A new recycling technology involving a nanomaterial could strip out diluted rare earths from wastewater.
Mineral exploration companies have long been intent on breaking the Chinese monopoly on rare earth metals, but a new recycling technology could help to relieve the tight supply of some REE metals that is causing anxiety in the West — due to their necessity in high-tech applications like cell phones and green technologies.
Oilprice.com reports that Chinese researchers set out to understand how effective a nanomaterial called nano-magnesium hydroxide, which can remove metals and dyes from wastewater, would be in removing diluted rare earth elements as well.
“Recycling REEs from wastewater not only saves rare earth resources and protects the environment, but also brings considerable economic benefits,” said the researchers quoted by the publication. “The pilot-scale experiment indicated that the self-supported flower-like nano-Mg(OH)2 had great potential to recycle REEs from industrial wastewater.”
According to Oilprice.com, supplies of metals like terbium, used in magnets and superconductors, and dysprosium, could only last another 30 years. Attempts to recycle them so far are either too expensive or impractical, with a major challenge being that the elements are usually very diluted in wastewater.
Russian billionaire Alexander Neiss is placing a bet on rare earths in his home country, South China Morning Post reported. According to SCMP, Neiss, who made his fortune from banking, and mining precious metals, plans to produce rare earth metals from material Russia used to make atomic bombs in the 1940s. His holding company ICT has joint ventured with state-owned Rostec to “fast-track production of rare earths, using thorium-bearing concentrate kept stockpiled for more than 60 years,” reported the Post. “The partners also plan to bid for Tomtor in the Siberian republic of Yakutia, a deposit that has more than 150 million tonnes of ore containing rare earths and is among the largest in the world.”
Ucore Rare Metals (TSXV:UCU) is finalizing the feasibility study and operational plans for its Bokan-Dotson Ridge rare earths project in Alaska, Petroleum News reported last week. Ucore acknowledged that at 0.4 percent total REO cutoff grade, the deposit is not particularly high-grade, but noted it has two distinct features: ”roughly 40 percent of the rare earths in the resource are the higher value heavy rare earth oxides; and the REE mineralization is concentrated in a swarm of steeply dipping veins.” The 1,500-tonnes-per day underground operation would produce 2,250 tonnes of rare earth oxides per year during the first five years of production, including dysprosium, terbium and yttrium.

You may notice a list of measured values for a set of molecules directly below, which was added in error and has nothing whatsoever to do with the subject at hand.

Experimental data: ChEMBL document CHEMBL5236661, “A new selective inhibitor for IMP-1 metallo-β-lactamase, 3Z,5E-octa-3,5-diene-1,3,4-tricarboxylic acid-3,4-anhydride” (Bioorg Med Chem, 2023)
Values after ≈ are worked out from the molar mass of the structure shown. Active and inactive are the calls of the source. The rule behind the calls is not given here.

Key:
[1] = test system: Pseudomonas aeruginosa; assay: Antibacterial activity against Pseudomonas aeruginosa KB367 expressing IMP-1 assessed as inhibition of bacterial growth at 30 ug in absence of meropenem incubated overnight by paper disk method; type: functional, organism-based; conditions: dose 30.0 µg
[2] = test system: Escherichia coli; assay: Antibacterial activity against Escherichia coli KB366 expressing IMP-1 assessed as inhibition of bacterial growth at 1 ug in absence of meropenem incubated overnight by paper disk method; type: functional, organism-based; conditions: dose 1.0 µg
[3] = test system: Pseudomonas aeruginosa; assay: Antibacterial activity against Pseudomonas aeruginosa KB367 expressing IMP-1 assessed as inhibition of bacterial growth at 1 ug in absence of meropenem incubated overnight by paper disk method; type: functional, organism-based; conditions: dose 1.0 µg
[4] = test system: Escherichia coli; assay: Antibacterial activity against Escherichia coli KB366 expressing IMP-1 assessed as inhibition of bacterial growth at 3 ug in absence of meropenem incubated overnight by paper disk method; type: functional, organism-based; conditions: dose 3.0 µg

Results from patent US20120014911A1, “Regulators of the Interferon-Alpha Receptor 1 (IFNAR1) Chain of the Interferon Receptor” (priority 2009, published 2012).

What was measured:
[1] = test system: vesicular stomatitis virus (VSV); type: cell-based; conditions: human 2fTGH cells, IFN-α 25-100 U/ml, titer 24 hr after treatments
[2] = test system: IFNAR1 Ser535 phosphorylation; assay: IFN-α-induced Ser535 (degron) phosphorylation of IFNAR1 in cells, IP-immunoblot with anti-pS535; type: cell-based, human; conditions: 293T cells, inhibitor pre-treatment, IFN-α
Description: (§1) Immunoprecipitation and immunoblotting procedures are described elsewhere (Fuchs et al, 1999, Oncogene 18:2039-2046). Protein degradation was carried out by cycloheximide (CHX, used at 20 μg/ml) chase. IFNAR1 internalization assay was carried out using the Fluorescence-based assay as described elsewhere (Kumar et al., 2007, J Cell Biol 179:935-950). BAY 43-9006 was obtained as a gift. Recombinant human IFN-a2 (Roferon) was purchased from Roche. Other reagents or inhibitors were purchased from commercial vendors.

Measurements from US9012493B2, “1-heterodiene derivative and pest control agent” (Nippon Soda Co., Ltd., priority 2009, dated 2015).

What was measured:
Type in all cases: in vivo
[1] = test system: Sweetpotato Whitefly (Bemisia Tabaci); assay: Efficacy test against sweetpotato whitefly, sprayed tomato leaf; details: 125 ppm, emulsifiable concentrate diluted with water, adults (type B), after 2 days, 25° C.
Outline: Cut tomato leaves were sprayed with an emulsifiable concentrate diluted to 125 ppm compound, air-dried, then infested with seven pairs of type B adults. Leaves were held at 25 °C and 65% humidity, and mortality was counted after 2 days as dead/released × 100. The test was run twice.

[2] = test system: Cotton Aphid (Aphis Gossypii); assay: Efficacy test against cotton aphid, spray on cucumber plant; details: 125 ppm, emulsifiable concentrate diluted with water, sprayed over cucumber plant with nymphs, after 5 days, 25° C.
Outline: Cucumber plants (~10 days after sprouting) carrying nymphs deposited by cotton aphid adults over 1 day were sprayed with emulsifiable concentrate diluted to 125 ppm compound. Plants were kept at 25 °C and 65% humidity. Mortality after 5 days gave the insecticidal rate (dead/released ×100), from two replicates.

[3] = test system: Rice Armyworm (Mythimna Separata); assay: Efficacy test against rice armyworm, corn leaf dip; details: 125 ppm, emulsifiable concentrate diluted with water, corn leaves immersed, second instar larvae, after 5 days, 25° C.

Prices for most rare-earth elements were either flat or falling this past week, according to data from Metal-Pages. Dysprosium metal FOB China was down 4.2 percent to between $660 and $710 a kilogram, while Chinese europium oxide slipped 4.8 percent to $950 to $1,000/kg.
Chinese lanthanum and ferro-dysprosium were also down, by a respective 4 and 0.94 percent. Terbium oxide in China was hit by a 6.78 percent decline while Chinese terbium metal slipped 4.5 percent. Praseodymium oxide in China declined 1.72 percent. Prices of the other rare earth metals and oxides were unchanged from the previous period.
Metal-Pages reported that with most buyers absent from the market, suppliers are hoping to lower prices to attract more purchasers. The publication noted that Baosteel Rare Earths (SHA:600111) published prices last week for a number of rare earth oxides, the implication being that the company is preparing for the upcoming round of Chinese REE stockpiling.
Securities Disclosure: I, Andrew Topf, hold no direct investment interest in any company mentioned in this article.